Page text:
“Scientific Thought Partnering” in Criminal and Civil Litigation

Conventional wisdom suggests that litigants must retain expert witnesses or consultants only for single areas of expertise in which said experts are competent. This is true, in many circumstances, but not all. Some consultants have tremendous experience in conducting overall evaluations of the depth and breadth of scientific evidence in cases and determining their individual and collective relevance based upon the facts of each case.

These special consultants don’t need to be experts in every relevant subject matter because they know how to scrutinize and apply basic scientific principles within the constructs of a case or investigation. They know how to organize the scientific facts. They know what questions should be asked. But more importantly, they know what constitutes acceptable answers to those questions. This multidisciplinary skill can be of immense value to litigators faced with a battery of scientific evidence yet have no clue how to even approach it.

This ability to conduct a multidisciplinary review of many kinds of scientific or specialized evidence comes with experience and an understanding of how to merge scientific reasoning with investigative and legal inquiry. Such consultants often have a considerable blend of technical and administrative experience that has afforded them opportunities to both practice science and apply it in real-world cases and situations.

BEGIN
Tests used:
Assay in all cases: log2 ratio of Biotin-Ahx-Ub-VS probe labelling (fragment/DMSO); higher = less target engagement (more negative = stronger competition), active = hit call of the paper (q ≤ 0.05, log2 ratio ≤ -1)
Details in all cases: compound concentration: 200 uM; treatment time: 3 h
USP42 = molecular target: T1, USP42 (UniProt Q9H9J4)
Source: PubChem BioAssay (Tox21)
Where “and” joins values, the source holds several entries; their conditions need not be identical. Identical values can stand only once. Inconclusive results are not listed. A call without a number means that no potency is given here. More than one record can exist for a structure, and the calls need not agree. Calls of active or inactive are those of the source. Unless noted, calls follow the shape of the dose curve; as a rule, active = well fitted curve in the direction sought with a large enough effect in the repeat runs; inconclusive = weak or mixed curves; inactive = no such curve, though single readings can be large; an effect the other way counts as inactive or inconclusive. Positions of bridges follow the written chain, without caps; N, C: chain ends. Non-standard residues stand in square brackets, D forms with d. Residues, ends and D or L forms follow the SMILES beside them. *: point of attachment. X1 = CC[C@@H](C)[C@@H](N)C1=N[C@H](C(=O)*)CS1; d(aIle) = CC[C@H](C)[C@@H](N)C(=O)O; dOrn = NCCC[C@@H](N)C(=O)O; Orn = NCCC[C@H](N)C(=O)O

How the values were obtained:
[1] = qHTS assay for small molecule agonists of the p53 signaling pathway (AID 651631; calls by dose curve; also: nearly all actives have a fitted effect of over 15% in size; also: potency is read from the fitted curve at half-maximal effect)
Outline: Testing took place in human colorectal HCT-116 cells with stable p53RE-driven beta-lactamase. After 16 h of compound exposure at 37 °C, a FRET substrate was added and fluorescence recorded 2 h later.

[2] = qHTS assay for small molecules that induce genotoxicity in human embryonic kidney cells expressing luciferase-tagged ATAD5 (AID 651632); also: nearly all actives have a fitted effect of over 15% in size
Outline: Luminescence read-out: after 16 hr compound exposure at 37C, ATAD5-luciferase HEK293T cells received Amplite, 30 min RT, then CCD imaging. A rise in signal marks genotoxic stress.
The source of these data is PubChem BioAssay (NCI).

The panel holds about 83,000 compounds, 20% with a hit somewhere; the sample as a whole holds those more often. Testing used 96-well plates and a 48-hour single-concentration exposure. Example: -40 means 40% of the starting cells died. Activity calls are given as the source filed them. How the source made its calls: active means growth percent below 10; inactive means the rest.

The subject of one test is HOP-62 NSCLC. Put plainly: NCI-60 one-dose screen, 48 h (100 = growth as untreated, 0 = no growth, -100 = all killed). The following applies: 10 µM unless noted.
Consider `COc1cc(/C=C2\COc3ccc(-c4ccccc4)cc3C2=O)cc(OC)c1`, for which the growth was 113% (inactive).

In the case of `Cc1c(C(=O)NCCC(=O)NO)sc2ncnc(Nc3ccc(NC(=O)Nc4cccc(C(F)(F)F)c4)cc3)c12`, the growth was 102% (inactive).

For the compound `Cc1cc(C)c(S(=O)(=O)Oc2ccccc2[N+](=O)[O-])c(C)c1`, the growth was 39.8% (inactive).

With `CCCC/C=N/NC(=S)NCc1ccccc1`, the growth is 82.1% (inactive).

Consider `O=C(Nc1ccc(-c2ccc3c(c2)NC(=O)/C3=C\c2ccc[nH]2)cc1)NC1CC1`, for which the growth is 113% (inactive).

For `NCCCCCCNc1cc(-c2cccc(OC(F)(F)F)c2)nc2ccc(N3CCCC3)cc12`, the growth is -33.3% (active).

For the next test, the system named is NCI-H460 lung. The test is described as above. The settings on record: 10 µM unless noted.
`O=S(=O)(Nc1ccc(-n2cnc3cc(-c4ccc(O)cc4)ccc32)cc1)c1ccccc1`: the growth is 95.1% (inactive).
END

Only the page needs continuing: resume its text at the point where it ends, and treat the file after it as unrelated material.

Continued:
My own experience as a forensic laboratory director required me to facilitate complex discussions among my laboratory staff and the investigators and attorneys who would eventually solve and adjudicate the most complex cases. In hundreds of major cases, usually unsolved murders and sexual assaults, I gained valuable experience in facilitating the application of science for the purpose of resolving investigative and judicial problems.

No case in my memory, however, was more complex than the bombing of the 1996 Olympic Games in Atlanta and the related serial bombings that rocked the city immediately afterwards. Under intense pressure and incessant media scrutiny, it seemed as if our team spent as much time in meetings with investigators and U.S. attorneys as we did in the laboratory – hoping to leverage the power of science to determine who was responsible. We solved the case, but the effort required was beyond description.

Of course, not all consultants are the same. Some are highly specialized while others have the ability to provide effective support across a number of domains. The important thing, however, is for criminal and civil litigators to understand the value of having a “scientific thought partner” during complex cases involving scientific evidence. Such partnerships allow for strategies to be developed, areas of inquiry to be identified, and for background research to be conducted more efficiently and effectively. All this results in a more competent and thorough approach to dealing with any kind of scientific evidence, whether it is in support of or in opposition to a particular party in criminal or civil litigation. It can be an investment that pays for itself a hundred times over.

By John Collins MA, SHRM-SCP
Published on July 12, 2017

John Collins is a High-Stakes Leadership Consultant and Executive Coach at Critical Victories (www.criticalvictories.com).